Exploring The Lesser Known Features Of Python – Part I

I have been fiddling with Python for some time now and I have to tell you, it just keeps getting better and better! Every time I interact with Python, I stumble across something new. There are so many things you can do with it. It is very well documented and most of the material is available out there. There are some of the lesser known features which are very useful, but you don’t see them often. There are quite a few and I have split it into two parts. You can find the second part here. I have listed the first few here:  

Function Argument Unpacking

When you have to pass something to a function which takes in multiple arguments, you usually need to have separate arguments when you call the function. In Python, you can just unpack a list or a dictionary as function arguments using * and **. For example:

def addThreeNumbers(x, y, z):
     return x+y+z
myNumbers = (4,7,3)
myDictionary = {'y': 2, 'z': 5, 'x': 8}

This is a very useful feature because lists, tuples and dictionaries are widely used as containers.


An enumeration refers to a collection of items which is a complete, ordered listing of all of the items in that collection. When you are looping over something, you might need the indices along with the items. You can wrap an iterable with ‘enumerate’ and it will yield the item along with its index. For example:

alphabets = ['e', 'l', 'r', 'h', 'f']
for index, item in enumerate(alphabets):
    print index, item
0 e
1 l
2 r
3 h
4 f

This is a replacement for the following:

for index in range(len(alphabets)): 
    print index, alphabets[index]

Enumeration follows natural ordering starting from 0 by default. But you can also start from an arbitrary index by using:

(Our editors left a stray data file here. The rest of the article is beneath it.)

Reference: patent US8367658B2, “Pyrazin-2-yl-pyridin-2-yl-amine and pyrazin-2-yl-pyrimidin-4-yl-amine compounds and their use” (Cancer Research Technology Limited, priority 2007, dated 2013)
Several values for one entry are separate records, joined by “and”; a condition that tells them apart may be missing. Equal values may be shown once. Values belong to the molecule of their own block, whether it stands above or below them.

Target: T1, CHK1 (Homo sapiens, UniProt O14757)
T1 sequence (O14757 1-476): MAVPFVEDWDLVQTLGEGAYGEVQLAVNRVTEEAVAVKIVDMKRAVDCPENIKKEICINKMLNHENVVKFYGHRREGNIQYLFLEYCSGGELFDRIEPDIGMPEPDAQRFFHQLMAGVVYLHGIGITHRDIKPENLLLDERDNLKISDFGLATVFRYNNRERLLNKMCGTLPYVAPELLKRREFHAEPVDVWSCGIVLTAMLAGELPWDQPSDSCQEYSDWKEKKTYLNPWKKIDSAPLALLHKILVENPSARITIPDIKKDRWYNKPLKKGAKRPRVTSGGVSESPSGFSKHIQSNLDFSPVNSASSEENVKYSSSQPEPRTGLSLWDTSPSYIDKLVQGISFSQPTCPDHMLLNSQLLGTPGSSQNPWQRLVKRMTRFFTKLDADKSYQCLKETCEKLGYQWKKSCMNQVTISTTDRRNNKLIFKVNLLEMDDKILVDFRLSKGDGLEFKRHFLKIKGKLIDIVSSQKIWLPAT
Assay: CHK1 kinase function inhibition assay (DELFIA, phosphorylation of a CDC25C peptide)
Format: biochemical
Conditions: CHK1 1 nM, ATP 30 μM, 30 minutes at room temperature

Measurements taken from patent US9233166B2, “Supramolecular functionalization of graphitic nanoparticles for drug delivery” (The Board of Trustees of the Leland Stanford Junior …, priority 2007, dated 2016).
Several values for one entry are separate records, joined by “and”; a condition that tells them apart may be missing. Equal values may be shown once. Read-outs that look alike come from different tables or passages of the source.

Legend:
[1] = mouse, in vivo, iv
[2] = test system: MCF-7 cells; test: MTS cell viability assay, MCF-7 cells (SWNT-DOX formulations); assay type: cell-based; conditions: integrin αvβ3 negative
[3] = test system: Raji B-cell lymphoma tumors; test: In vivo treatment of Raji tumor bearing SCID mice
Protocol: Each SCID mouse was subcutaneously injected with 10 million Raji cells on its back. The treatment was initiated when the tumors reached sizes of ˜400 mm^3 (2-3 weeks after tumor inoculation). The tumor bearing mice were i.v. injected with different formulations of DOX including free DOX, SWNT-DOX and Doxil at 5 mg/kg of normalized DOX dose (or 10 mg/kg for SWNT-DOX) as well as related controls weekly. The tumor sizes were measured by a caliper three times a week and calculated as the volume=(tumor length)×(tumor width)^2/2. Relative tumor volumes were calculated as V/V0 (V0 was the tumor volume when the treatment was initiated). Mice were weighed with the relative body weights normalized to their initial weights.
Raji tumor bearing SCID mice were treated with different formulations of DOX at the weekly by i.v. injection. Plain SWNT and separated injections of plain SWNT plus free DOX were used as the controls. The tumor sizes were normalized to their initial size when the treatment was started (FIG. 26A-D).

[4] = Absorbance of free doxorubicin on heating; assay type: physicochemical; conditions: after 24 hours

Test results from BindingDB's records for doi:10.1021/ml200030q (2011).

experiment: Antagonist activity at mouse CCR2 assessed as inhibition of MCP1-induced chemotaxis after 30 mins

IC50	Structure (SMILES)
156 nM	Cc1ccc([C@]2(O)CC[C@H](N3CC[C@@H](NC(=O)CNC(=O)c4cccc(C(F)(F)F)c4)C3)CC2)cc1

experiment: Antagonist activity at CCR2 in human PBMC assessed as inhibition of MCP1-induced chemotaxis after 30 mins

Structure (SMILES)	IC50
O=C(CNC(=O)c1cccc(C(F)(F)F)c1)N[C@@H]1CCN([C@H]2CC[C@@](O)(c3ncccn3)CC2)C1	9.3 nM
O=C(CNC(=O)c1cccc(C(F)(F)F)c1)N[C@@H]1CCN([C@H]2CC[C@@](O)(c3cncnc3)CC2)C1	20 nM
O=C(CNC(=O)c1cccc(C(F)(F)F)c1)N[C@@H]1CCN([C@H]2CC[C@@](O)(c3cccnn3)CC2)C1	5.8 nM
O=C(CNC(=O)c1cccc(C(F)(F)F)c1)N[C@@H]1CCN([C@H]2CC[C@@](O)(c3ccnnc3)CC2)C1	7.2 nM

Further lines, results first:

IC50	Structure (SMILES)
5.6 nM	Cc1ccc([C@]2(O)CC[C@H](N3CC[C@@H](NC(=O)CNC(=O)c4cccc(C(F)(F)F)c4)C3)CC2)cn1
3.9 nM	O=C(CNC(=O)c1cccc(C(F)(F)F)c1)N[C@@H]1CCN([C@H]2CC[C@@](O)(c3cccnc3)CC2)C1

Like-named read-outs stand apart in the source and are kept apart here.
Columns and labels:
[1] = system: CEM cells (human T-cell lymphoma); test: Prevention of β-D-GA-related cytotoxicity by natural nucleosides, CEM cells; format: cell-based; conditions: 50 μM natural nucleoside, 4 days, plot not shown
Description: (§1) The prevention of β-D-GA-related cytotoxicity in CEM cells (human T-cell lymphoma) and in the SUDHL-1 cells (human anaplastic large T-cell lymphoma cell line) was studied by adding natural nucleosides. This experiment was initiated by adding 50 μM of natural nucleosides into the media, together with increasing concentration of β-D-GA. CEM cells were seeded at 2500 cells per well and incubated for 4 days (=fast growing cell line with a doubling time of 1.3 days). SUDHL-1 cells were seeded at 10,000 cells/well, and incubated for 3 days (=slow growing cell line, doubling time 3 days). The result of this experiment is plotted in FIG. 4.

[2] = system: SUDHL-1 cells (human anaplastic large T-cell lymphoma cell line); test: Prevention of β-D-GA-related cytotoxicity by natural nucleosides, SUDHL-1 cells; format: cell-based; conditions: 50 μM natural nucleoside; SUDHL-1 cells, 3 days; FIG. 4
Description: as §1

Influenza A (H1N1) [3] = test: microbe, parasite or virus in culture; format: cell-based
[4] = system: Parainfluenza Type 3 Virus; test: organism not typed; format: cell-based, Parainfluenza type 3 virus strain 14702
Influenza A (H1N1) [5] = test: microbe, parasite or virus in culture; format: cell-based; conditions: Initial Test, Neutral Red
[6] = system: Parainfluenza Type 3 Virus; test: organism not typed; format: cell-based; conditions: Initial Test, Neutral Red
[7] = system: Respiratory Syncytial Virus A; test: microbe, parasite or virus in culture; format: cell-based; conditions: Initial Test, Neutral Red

for index, item in enumerate(alphabets, start=1): 
    print index, item

The above code will index it from 1 and not 0.

Creating Generator Objects

When you are looping over something, you might need intermediate storage. For example:

x = [n for n in foo if bar(n)]

We will then have to use this to get the generator, which is not very optimal. You can use the code below to get out the generator directly and assign it to x:

x = (n for n in foo if bar(n))

Now it means you can do the following:

for n in x: 
    print n

The advantage of this is that you don’t need intermediate storage.This can lead to significant speed up in some cases.

You can append many if statements to the end of the generator, basically replicating nested ‘for’ loops:

n = ((a,b) for a in range(0,2) for b in range(4,6))
for i in n:
    print i
(0, 4)
(0, 5)
(1, 4)
(1, 5)

The get() method for dictionaries

When the size of your data gets large, dictionaries become very crucial. We use dictionaries a lot of times to organize our data efficiently. The get() method is one of the more secure ways of handling dictionaries and queries related to it.

Dictionaries have a ‘get()’ method. If you do dict[‘key’] and key isn’t there, you get an exception. If you do dict.get(‘key’), you get back ‘None’ if ‘key’ doesn’t exist. You can add a second argument to get that item back instead of ‘None’, eg: dict.get(‘key’, 0).

It’s great for things like adding up numbers:

sum[value] = sum.get(value, 0) + 1

Chaining comparison operators

This is one of those features not available in most languages. You can stick together two or more comparison operators in Python and it works like a charm. For example:

>>> x = 5
 >>> 1 < x < 10
 >>> 10 < x < 20 
 >>> x < 10 < x*10 < 100
 >>> 10 > x <= 9
 >>> 5 == x > 4

Our usual understanding doesn’t exactly apply here. You might be thinking it’s doing 1 < x first, which comes out as True. And then it is comparing True < 10, which is also True. Well, this is not the case here! It’s really translating 1 < x < 10 into 1 < x and x < 10. Similarly, x < 10 < x*10 < 100 is being translated into x < 10 and 10 < x * 10 and x*10 < 100. The advantage is that it’s compact and each term is only evaluated once.


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